Is there one moment of your off-road career you’re most proud of?

Honestly, starting the Rebelle. I think about it as a gift, but not for me. This is a gift for the competitors. We lay out the course deliberately. Each checkpoint happens a specific way; maybe I want the drivers to have fun after some tedious terrain. Or here’s a checkpoint somewhere they need to see.

emily miller

What is Rebelle Impact? How important is that initiative?

Rebelle Impact is about the things we do beyond the competition. I want to challenge the competitors to go back into their community and make a difference. I didn’t want to be a non-profit for the tax breaks. We do make a profit, but we give that money back to charities, including Record the Journey, that helps veterans with PTSD, and Make-A-Wish France. One team in 2020 raised $21,000 for King’s Ransom to stop human sex trafficking. We sent 18 underprivileged girls to schools last year, and in 2019, gave to women who run 13 businesses in third-world countries. Even if the impact is small, which is all we can manage right now, we want to make it. We’ve also given to the Innocence Project, Smithsonian [National Museum of] African American History, and local women’s businesses that were destroyed during recent looting.

We’ve had competitors from 182 cities, 34 states, and eight countries. When they go home, they have the ability to influence others in a positive way. Every year that will grow, and we’ll have women in hundreds of cities thinking of how they can make the world a better place. To me, that’s profound.

What are you good at that you never want to have to do again?

[Miller takes a while to respond to this question.] I’m a good advocate of people when they’re in the hospital or having a hard time. My brother had already passed, so I had to make the decision to put my father in hospice and then take my mother off life support. [Smiling] Leave it to my mother to die on Mother’s Day, so I’d never forget. I can be the rock-solid adult no matter how much I’m hurting. But I never want to have to do that again. [Miller thinks deeply for another beat.]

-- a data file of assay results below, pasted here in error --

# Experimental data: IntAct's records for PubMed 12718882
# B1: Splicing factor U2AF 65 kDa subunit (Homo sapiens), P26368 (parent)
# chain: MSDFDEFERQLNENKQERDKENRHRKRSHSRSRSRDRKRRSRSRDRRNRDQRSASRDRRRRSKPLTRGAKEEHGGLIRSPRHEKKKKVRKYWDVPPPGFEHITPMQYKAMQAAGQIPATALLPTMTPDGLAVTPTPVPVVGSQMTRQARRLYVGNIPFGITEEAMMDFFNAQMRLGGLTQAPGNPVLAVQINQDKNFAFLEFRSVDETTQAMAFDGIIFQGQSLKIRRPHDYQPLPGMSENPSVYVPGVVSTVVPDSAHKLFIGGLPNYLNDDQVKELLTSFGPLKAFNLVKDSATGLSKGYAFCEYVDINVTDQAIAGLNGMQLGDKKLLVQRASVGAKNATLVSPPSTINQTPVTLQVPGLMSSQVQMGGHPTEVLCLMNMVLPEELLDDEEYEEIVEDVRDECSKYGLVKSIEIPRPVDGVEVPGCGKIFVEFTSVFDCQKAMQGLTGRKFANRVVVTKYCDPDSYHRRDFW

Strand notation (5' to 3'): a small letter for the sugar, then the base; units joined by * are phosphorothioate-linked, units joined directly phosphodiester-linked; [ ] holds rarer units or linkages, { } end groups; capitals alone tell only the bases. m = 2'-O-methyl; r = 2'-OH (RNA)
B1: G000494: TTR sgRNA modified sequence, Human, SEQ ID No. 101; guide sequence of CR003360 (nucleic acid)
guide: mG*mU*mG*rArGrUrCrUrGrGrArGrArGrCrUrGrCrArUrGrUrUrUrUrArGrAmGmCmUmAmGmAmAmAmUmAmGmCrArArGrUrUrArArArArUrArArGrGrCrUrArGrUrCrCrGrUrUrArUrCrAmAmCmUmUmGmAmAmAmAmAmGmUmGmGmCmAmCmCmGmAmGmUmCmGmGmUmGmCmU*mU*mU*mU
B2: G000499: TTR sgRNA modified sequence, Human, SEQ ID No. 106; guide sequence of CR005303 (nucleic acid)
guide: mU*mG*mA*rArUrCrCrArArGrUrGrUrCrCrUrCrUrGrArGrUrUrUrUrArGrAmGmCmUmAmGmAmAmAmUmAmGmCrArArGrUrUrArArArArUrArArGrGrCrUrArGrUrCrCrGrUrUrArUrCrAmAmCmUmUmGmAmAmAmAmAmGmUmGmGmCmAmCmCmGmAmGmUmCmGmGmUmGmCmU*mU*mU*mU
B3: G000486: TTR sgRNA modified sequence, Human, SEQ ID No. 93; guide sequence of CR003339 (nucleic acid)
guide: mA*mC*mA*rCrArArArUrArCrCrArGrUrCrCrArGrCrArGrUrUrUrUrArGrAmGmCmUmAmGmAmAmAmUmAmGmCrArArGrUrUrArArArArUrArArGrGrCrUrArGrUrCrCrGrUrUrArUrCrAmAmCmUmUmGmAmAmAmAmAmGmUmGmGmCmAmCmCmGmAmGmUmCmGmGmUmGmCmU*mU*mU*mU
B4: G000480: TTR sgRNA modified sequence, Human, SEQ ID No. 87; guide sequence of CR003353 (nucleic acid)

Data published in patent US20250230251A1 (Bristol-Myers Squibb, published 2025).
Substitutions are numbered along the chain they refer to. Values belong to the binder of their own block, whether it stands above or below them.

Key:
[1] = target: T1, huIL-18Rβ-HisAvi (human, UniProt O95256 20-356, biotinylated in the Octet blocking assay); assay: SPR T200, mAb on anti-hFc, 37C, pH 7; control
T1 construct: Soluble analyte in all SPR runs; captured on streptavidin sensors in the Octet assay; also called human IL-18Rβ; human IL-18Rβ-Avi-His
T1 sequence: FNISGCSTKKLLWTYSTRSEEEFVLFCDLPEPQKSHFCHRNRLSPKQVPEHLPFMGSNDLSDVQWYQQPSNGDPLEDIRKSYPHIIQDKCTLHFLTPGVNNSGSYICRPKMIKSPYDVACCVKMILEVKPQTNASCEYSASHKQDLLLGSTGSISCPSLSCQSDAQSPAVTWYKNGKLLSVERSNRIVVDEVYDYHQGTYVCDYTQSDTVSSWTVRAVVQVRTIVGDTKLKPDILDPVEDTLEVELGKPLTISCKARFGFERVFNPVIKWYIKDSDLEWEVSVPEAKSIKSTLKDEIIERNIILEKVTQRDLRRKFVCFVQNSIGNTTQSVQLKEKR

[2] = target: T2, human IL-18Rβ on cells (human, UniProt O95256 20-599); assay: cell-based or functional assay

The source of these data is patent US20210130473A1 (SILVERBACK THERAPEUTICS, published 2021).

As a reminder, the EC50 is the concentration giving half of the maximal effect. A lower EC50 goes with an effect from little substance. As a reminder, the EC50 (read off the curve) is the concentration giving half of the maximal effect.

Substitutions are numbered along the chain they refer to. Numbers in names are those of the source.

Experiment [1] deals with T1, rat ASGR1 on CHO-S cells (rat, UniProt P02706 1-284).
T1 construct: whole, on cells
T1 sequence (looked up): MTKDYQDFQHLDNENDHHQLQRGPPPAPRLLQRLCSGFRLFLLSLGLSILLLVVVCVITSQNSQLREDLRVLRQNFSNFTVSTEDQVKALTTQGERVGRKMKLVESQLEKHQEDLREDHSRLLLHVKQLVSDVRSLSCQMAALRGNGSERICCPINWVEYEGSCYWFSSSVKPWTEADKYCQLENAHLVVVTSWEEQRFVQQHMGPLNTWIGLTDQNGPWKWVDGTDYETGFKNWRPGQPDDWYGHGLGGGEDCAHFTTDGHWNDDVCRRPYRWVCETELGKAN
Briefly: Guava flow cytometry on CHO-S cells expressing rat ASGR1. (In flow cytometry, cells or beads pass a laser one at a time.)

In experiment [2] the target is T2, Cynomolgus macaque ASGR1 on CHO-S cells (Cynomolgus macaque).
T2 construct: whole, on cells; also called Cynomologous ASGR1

Oh, and peeing in a diaper while driving. [Her comedic timing is epic.]

What gets you out of bed in the morning? What motivates you?

The sunrise. I’m up at 5:00 a.m. reading crop reports because I still run my family’s farm in Arkansas, too. But I absolutely love getting up and living the day because I’m so afraid of missing it.

emily miller

Our No Compromise Clause: We carefully screen all contributors to ensure they are independent and impartial. We never have and never will accept advertorial, and we do not allow advertising to influence our product or destination reviews.

Read more: Is the Rebelle Rally the Most Important Off-Road Competition in North America?

Lyn Woodward is an award-winning Los Angeles-based writer whose automotive and adventure work has appeared in such publications as Automobile Magazine, The Drive, Truck Trend, and Autoweek, among others. Currently, Woodward writes and hosts automotive video reviews for Kelley Blue Book. A car enthusiast, she owns two classic vehicles: a 1966 Datsun 1600 Roadster, and a 1987 Mitsubishi Mon- tero that she’s currently restoring. Woodward spends her spare time traveling and wheeling off the grid, but of all her off- and on-road accomplishments, competing in the Rebelle Rally—a 10-day, off-road, map and compass navigation competition—remains one of her most proud. In addition to her automotive work, Woodward answered Hollywood’s call and has had several television projects produced.